More States Legalizing Marijuana Use Could Be A Sign Of Things To Come

While everyone’s eyes were glued to the Presidential election, three additional states passed the legalization of recreational marijuana use yesterday (Nov 8). Proposition 64, which was shot down in 2010, was passed by California and similar bills also made it through in Massachusetts and Nevada (Question 2).

Support for marijuana is at an all-time high in America. A recent Gallup poll registered a 60 percent approval rating for legalization, which is the highest in the 47 years its been tracked by the service.

“There’s a lot of money to be made if marijuana is legal, not a lot of money to be made if it remains illegal,” said Kevin Sabet, the president of Smart Approaches to Marijuana.

Californians are looking to bring down the sky-high number of marijuana related arrests each year. The charges are especially prevalent in black and brown communities. The bill allows people over 21 to possess up to an ounce marijuana, as well as transport and use recreationally. The proposition also permits the growing of up to six plants in private residences. The state expects about one billion dollars in tax revenue annually from marijuana sales, as a result of a 15 percent tax.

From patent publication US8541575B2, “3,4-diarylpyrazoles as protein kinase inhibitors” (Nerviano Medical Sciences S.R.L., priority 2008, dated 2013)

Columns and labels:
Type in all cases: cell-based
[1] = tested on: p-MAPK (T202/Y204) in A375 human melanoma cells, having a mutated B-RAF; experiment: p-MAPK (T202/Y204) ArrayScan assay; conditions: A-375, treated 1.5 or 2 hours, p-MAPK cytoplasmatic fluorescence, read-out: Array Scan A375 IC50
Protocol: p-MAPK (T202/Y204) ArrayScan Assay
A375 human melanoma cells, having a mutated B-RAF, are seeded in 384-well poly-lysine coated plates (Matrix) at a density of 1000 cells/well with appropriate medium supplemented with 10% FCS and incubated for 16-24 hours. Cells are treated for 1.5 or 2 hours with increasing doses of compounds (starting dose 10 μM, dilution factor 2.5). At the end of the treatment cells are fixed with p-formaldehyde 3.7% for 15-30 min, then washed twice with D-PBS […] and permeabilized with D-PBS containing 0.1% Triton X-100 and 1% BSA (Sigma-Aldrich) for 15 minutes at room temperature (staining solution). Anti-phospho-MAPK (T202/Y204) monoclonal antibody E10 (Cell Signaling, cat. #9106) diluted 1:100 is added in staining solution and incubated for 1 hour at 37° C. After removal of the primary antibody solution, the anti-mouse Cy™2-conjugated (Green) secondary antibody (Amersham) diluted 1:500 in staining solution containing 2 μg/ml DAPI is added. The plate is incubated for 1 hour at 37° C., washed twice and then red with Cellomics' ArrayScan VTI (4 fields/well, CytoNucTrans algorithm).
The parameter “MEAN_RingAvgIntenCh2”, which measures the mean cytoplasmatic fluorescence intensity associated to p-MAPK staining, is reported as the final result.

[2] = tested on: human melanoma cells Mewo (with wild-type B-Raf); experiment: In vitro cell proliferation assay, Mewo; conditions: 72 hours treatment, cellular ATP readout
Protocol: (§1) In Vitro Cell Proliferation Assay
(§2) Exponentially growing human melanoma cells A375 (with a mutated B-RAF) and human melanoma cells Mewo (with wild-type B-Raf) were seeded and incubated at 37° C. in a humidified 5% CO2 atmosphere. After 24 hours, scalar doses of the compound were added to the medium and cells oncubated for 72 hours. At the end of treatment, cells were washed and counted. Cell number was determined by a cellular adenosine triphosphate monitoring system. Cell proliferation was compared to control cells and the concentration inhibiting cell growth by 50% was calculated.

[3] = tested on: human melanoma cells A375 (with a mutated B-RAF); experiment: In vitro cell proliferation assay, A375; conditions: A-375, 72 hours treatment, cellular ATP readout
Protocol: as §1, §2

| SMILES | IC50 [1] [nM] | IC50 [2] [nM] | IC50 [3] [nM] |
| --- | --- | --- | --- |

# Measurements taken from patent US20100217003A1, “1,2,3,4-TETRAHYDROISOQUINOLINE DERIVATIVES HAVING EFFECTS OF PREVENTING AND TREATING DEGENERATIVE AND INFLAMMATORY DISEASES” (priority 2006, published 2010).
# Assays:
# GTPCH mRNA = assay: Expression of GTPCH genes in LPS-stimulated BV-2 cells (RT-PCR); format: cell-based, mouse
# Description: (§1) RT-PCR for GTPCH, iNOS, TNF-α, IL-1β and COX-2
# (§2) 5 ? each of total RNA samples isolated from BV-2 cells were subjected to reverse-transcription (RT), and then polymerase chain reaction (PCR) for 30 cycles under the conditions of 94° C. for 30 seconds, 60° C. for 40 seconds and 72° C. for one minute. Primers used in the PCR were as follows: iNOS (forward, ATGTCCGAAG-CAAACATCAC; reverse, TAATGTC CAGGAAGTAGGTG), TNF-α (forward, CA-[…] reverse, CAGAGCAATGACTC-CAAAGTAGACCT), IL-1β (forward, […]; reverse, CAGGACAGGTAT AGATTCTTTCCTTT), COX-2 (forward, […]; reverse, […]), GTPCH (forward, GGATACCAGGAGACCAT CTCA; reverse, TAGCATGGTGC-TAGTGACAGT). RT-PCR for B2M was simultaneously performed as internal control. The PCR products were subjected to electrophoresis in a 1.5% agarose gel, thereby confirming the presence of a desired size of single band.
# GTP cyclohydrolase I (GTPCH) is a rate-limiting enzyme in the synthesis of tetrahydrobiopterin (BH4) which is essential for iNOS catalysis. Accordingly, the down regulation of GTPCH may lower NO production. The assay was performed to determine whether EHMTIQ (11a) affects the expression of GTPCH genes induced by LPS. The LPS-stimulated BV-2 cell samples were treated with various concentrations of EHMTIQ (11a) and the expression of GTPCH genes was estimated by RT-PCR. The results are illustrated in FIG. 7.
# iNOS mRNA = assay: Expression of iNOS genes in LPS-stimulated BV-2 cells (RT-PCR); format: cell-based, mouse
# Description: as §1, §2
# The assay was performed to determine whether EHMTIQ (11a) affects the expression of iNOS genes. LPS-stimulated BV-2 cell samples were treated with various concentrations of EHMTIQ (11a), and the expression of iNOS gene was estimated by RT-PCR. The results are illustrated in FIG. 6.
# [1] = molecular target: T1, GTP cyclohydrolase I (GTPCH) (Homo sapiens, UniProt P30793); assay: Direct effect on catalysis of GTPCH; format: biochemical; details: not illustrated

Reformers are ecstatic. “This represents a monumental victory for the marijuana reform movement,” said Ethan Nadelmann, a director with the Drug Policy Alliance. “With California’s leadership now, the end of marijuana prohibition nationally, and even internationally, is fast approaching.”

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There is obviously a change of tune on the horizon based on the map above, as only six states have full-on restricted cannabis access. As the millennial generation grows older, and more prevalent at the voting booths, support of legalization initiatives will only increase. It looks as if the cultural adjustment will take place sooner, rather than later. Arkansas, Florida, Montana and North Dakota also voted on medial marijuana initiatives.